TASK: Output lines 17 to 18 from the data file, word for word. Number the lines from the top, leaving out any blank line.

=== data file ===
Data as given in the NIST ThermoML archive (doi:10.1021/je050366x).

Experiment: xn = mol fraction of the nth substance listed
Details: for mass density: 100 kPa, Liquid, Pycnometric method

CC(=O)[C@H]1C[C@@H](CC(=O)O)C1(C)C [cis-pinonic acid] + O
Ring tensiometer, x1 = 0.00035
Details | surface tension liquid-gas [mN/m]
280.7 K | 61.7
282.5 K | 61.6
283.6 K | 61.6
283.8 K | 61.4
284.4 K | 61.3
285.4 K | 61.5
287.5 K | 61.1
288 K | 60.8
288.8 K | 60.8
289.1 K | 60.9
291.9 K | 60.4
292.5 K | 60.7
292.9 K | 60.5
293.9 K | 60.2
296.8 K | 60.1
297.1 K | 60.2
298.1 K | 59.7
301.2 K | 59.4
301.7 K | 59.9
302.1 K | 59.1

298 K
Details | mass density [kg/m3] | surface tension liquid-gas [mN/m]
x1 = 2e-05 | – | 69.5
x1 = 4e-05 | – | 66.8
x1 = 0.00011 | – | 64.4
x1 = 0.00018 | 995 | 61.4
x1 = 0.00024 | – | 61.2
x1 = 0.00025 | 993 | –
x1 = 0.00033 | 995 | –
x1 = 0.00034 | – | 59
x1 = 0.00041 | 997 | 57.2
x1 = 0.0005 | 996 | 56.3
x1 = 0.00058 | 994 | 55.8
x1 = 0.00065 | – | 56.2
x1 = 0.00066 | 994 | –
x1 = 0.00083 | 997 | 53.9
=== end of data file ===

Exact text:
291.9 K | 60.4
292.5 K | 60.7